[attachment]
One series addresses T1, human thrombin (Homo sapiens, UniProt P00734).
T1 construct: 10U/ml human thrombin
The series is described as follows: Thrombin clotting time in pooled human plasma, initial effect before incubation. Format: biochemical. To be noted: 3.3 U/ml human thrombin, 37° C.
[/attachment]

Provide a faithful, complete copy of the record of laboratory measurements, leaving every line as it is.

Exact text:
One series addresses T1, human thrombin (Homo sapiens, UniProt P00734).
T1 construct: 10U/ml human thrombin
The series is described as follows: Thrombin clotting time in pooled human plasma, initial effect before incubation. Format: biochemical. To be noted: 3.3 U/ml human thrombin, 37° C.